• If the governing rules of the registered entity prevent compliance with the Governance Standards - then the registered entity is exempt until 1 July 2017, provided that they comply with the Governance Standards 'as much as possible' without breaching their rules. Such entities will need to amend their governing rules prior to 1 July 2017.
  • If the registered entity is an incorporated association under a state or territory law which contains duties for responsible entities - then the registered entity is exempt until 1 July 2017, provided that it complies with the state or territory law. However, if the relevant state or territory amends its laws to align with or adopt Standard 5, then the registered entity will be subject to Standard 5 as made.

What happens next?

Between now and 1 July 2013, we will see:

  • whether Parliament approves (or disallows) the Governance Standards - potentially delaying the introduction of the Governance Standards; and
  • how the ACNC will guide registered entities to understand and comply with the broadly-expressed Governance Standards.

Our ClearLaw January 2013 article flagged the introduction of both governance and external conduct standards. The external conduct standards were to deal with matters external to Australia, such as ensuring funds being sent outside Australia by registered entities are used for legitimate purposes. The government has not yet published the content of any ACNC external conduct standards.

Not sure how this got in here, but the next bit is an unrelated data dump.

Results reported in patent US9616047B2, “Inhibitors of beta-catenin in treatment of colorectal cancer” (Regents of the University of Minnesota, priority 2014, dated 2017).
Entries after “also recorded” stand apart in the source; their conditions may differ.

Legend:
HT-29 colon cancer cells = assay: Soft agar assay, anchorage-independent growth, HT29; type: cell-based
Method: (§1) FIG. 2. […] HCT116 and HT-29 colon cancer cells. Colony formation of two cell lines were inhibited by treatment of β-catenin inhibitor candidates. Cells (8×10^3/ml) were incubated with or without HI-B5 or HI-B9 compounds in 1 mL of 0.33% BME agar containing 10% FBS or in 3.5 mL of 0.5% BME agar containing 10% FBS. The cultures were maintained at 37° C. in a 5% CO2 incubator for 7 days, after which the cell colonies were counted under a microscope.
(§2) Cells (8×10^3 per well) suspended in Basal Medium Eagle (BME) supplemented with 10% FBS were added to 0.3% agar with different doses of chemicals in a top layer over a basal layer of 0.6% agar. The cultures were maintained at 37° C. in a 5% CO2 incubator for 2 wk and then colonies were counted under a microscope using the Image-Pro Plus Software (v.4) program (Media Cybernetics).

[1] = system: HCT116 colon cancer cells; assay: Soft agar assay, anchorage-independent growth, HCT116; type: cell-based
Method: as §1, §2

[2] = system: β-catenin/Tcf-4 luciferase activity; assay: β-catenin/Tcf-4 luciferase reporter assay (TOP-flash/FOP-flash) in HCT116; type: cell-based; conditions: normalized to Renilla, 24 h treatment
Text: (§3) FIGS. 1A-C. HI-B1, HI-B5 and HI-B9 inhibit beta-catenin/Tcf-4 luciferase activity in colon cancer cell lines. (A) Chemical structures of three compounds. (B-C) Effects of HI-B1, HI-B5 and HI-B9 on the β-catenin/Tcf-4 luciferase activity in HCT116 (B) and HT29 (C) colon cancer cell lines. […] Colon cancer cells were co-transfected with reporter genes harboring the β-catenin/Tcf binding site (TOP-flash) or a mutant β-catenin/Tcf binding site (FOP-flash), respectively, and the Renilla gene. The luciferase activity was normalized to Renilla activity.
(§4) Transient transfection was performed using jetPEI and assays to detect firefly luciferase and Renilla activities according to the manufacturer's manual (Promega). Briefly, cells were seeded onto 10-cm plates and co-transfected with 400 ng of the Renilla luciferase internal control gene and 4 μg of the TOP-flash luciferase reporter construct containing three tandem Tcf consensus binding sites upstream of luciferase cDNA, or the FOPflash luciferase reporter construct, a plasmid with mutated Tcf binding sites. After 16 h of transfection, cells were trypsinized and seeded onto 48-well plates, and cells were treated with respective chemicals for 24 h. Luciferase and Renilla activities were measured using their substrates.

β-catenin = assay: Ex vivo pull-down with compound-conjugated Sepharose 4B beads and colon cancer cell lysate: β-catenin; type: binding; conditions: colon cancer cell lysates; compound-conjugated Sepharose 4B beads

I am involved in running a charity - what do I need to do?

If your charity is registered with the ACNC, you should prepare for the new Governance Standards by considering whether your charity already does or can comply with the Governance Standards. At a minimum, you should review the charity's purposes, governing rules and policies, to see whether these are consistent with the Governance Standards. If you are unsure, you should obtain legal advice.

More information from Maddocks

Contact Maddocks on (03) 9288 0555 and ask to speak to a member of the Tax and Revenue or General Commercial teams.

Order related document packages

[1] The Governance Standards are set out in full in the Australian Charities and Not-for-profits Commission Amendment Regulation 2013 (No. 1) (Cth), made under the Australian Charities and Not-for-profits Commission Act 2012 (Cth).


Lawyer in Profile

Jack Coventry
Jack Coventry
Senior Associate
+61 3 9258 3819

Qualifications: BA (Philosophy), Monash University, JD (Juris Doctor), University of Melbourne

Jack is a member of Maddocks Commercial team. He advises a range of corporate and private clients on:

  • M&A transactions,
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  • legal and tax structuring.

Jack acts for clients on both buy-side and sell-side and specialises in founder-owned businesses and Australian subsidiaries of multi-national companies. He works across a number of sectors including information technology, professional services, and property development and management including land lease.

Jack’s structuring work includes assisting multinationals to structure Australian operations, listed companies to achieve regulatory compliance / optimisation and providing general tax structuring. He has also represented clients in tax controversies including before the General Anti-Avoidance Review Panel (GAAR Panel) and the Federal Court of Australia.